Wednesday, June 30, 2010
IVAN DOIG, VALIER HIGH SCHOOL ALUMN
If you go to YouTube and type in “Ivan Doig” you’ll find some good historic photos of Montana and Ivan.
Ivan Doig graduated from high school right here in this village in 1957 and hasn’t been back since. I am the same age he is, graduated from high school in Portland, OR, the same year. We both attended Northwestern University, class of 1961, Ivan in journalism and history; myself in theatre and English. We must have been in the same B43 comped-out English lecture class from Bergan Evans, so big a class it was in an auditorium. My roommate, Gwen Cline, dated his roommate, Ralph Votapek. (Yes, the Tchiakovsky pianist.) When we graduated, Ivan went on for a master’s degree. I came near here, to Browning, Montana, to teach high school. My step-daughter (when I married here) had been Ivan’s schoolmate, though she was a little older.
Both Doig and I write and you might think we’d have a lot in common, both being Scots and word-people and connected to this place. You’d be dead wrong. Ivan does the right thing. I do the wrong thing. No use in telling you to do the wrong thing, so let me tell you the right things that Ivan does.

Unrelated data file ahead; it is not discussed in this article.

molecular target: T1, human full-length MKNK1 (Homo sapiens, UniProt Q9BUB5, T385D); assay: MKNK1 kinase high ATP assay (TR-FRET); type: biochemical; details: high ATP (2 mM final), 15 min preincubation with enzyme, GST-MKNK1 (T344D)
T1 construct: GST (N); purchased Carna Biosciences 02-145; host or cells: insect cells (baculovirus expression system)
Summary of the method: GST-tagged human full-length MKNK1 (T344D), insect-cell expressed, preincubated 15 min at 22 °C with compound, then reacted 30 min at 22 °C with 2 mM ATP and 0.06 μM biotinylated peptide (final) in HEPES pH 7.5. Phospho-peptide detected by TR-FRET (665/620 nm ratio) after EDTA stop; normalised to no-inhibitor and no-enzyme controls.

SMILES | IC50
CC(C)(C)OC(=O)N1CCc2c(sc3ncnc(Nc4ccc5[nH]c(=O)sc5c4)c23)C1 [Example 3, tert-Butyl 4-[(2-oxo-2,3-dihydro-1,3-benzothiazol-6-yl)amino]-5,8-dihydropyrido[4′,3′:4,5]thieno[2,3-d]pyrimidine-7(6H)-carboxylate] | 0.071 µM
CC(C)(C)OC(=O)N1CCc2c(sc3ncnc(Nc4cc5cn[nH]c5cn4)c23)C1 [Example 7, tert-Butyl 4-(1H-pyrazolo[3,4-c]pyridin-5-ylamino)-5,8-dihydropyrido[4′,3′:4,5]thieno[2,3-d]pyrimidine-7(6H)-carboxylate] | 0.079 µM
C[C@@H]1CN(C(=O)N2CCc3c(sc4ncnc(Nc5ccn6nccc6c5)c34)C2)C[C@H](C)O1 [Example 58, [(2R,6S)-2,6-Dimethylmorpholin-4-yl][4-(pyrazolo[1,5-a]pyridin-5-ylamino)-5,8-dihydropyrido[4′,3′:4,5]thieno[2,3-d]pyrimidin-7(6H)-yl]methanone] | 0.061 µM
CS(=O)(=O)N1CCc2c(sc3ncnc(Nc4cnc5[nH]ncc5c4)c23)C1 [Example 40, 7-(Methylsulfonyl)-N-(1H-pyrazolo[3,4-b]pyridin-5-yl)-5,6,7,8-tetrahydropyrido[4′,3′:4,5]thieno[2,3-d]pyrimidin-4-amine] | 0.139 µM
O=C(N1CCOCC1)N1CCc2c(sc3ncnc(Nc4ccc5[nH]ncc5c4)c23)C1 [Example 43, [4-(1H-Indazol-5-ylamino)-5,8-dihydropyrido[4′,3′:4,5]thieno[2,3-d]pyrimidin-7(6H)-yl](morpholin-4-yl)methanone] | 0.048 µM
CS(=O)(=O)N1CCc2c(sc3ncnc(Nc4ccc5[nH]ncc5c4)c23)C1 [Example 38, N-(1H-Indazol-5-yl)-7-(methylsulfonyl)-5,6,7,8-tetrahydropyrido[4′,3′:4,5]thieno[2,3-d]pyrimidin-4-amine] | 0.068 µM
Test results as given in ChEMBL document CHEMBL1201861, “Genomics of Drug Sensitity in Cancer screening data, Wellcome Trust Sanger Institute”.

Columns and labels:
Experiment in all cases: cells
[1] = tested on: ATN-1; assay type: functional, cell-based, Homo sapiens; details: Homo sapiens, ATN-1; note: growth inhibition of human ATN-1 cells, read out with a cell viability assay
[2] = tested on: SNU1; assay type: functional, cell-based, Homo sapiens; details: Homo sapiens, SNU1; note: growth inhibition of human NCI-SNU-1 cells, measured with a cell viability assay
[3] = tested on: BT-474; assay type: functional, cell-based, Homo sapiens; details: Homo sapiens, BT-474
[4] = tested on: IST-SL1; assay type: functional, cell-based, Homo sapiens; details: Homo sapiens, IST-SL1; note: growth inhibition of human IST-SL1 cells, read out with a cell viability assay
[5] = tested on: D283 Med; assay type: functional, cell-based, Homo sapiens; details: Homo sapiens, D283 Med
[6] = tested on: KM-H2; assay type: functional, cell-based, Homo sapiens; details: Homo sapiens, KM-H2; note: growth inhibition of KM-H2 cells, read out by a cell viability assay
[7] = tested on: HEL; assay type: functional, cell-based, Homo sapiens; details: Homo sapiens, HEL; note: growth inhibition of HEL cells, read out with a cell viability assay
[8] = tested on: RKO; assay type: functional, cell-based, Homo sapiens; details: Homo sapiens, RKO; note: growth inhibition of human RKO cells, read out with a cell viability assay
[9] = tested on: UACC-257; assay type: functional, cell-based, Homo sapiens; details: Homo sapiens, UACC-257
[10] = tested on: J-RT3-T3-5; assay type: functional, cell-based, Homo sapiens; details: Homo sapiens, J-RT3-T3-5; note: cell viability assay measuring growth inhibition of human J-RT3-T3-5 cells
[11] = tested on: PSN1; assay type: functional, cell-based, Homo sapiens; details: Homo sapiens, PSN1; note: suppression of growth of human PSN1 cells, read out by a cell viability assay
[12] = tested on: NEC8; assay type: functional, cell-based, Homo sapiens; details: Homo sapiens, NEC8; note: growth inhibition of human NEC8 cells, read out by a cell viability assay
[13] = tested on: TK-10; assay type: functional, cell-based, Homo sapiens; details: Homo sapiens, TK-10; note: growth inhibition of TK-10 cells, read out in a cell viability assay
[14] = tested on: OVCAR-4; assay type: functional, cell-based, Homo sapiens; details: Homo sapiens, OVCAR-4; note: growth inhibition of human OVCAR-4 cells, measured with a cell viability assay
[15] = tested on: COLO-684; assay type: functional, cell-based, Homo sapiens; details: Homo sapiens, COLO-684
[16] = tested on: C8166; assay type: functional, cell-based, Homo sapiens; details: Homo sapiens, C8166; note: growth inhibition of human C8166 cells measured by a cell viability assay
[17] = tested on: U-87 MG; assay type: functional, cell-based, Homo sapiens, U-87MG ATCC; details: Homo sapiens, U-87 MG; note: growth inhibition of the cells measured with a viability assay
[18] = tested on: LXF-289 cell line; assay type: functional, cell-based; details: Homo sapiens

1. He married very well indeed. His wife is beautiful, intelligent, educated, a college professor, willing to work during the lean years when Ivan was writing but no money was coming in, willing to get in the car with Ivan and a big pile of copies of “This House of Sky” to hand-sell them across Montana. She is very much the model of some of Ivan’s excellent heroines.
2. He didn’t stay rural. The trouble with rural is not that they’re stupid, not that they don’t appreciate good writing, or anything like that. The problem with rural is that there are not enough people. In Seattle Ivan can do speaking and reading engagements in great numbers without having to drive more than an hour. To speak that much in Montana he’d have to cover hundreds and hundreds of miles, adding the costs of gas and motels to whatever other costs there are.
3. He actively sells his books. He maintains a website “platform” with a calendar on which he posts his speaking engagements. He doesn’t hide unless he’s actually writing and needs not to be interrupted. He’s an engaging personality.
4. He got into the book business before the collapse. When he started out in the Sixties, books were still revered, publishers still nurtured their authors, people still read books.
5. He writes what people want to read. “Winter Brothers” and “The Sea Runners” -- let alone “Prairie Nocturne” -- did not appeal to his core audience. It was “This House of Sky” and the “English Creek” sequence that sold like mad. A good gold miner doesn’t dig where there is no gold ore.
6. People around Valier do read these books and they do like Ivan’s books, but they always think maybe they know a little more about it than Ivan does. The people who really praise and glorify these books are the ones who know the least about this country. They know what they think they know, which is a glowing country of stalwart people, and they like that high-class “lapidary” near-poetry prose, and they have no way to tell that it’s a construct. Over-simplified. A little on the Mark Twain side.